Why The Church Of England Is Striking Back At Meghan Markle
Meghan Markle and Prince Harry’s tell-all interview with Oprah Winfrey aired on March 7, 2021, though there’s still plenty of drama to sift through in the aftermath. The Duke and Duchess of Sussex did not hold back about their royal departure and the events that led up to it. From “concerns” about their son Archie’s skin color to Meghan admitting that she considered suicide, the interview offered a rare but telling glimpse into the not-so-glamourous side of royalty.
While Meghan and Harry shared some shocking claims during the interview, they also divulged some sweet details about their life. The couple announced that they’re expecting a baby girl, with the gender reveal coming about a month after they announced Meghan’s pregnancy on Valentine’s Day 2021. In a juicier tidbit, Meghan also told Oprah that the couple actually wed three days before their festive, public ceremony — a piece of information that is turning out to be somewhat scandalous. In the aftermath of this revelation, some English officials are striking back at Meghan’s claim. Keep reading to learn what a reverend for the Church of England has to say about Meghan and Harry’s alleged elopement.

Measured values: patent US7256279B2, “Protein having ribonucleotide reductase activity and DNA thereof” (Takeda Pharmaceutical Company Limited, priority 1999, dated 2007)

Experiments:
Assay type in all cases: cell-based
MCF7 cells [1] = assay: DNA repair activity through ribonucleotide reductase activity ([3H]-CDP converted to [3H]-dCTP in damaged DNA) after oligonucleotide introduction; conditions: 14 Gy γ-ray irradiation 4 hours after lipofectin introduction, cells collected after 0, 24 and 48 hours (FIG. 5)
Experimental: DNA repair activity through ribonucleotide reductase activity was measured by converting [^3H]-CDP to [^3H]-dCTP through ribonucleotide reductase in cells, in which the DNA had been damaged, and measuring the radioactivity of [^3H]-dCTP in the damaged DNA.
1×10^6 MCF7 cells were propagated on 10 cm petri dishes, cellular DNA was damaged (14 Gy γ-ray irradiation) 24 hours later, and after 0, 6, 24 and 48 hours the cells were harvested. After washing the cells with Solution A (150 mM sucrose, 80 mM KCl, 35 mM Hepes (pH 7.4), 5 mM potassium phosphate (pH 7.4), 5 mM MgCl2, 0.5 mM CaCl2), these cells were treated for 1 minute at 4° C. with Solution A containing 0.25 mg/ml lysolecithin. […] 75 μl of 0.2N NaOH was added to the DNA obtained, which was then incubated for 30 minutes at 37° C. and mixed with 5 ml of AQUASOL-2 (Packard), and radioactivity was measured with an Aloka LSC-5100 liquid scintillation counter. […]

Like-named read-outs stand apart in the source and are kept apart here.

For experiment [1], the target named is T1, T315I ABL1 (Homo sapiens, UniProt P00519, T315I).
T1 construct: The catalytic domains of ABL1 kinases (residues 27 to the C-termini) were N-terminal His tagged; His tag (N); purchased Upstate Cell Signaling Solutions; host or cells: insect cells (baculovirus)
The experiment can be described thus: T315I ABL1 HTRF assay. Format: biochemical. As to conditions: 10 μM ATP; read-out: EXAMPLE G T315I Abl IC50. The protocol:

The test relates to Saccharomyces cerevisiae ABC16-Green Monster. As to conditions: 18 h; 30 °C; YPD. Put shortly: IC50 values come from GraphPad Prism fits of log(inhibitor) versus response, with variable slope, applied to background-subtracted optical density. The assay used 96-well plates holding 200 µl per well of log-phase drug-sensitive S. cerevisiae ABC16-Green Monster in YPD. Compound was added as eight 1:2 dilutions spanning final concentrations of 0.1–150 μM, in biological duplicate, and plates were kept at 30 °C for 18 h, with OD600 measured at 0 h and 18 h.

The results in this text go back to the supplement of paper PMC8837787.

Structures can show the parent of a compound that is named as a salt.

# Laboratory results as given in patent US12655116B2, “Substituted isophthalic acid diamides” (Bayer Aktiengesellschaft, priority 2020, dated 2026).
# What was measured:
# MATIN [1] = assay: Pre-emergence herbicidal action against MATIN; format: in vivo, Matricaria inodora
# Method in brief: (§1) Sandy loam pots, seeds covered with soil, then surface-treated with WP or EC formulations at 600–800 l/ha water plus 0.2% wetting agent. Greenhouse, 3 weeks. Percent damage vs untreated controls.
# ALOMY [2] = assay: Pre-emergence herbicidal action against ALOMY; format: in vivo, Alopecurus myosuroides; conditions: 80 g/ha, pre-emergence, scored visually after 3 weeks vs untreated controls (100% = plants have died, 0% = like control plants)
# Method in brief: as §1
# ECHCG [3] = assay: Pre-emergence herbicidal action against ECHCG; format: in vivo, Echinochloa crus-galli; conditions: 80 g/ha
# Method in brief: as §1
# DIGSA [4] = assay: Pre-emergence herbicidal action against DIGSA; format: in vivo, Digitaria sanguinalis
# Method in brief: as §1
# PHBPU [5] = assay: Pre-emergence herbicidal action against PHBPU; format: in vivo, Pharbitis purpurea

A reverend is debunking Meghan Markle's private ceremony claim
Meghan Markle and Prince Harry’s May 19, 2018, wedding was certainly a day to remember. Royal fans across the world tuned into watch the duke and duchess tie the knot — but in her interview with Oprah Winfrey, Meghan admitted that she and Harry had actually wed in a private ceremony three days earlier. Meghan’s claim has been questioned since the interview aired, and now a Church of England official is stepping in for clarification.
The Rev. Mark Edwards spoke to the Daily Mail to set the record straight about Meghan and Harry’s supposed private elopement, which they say took place alongside the Archbishop of Canterbury, Justin Welby. “Justin does not do private weddings. Meghan is an American, she does not understand,” Edwards explained to the publication, adding that Meghan’s claim “puts us priests in a difficult position on what constitutes a Church of England wedding.”
Though the Archbishop himself hasn’t clarified anything about Meghan and Harry’s claim, Edwards is calling for him to make a statement to avoid further confusion. “Justin had a private conversation with the couple in the garden about the wedding, but I can assure you, no wedding took place until the televised national event,” Edwards further explained to the Daily Mail. While Meghan and Harry’s private ceremony may have not been an official wedding, it certainly seems to be the ceremony that is most sacred to the couples’ heart — and perhaps that’s all that matters!
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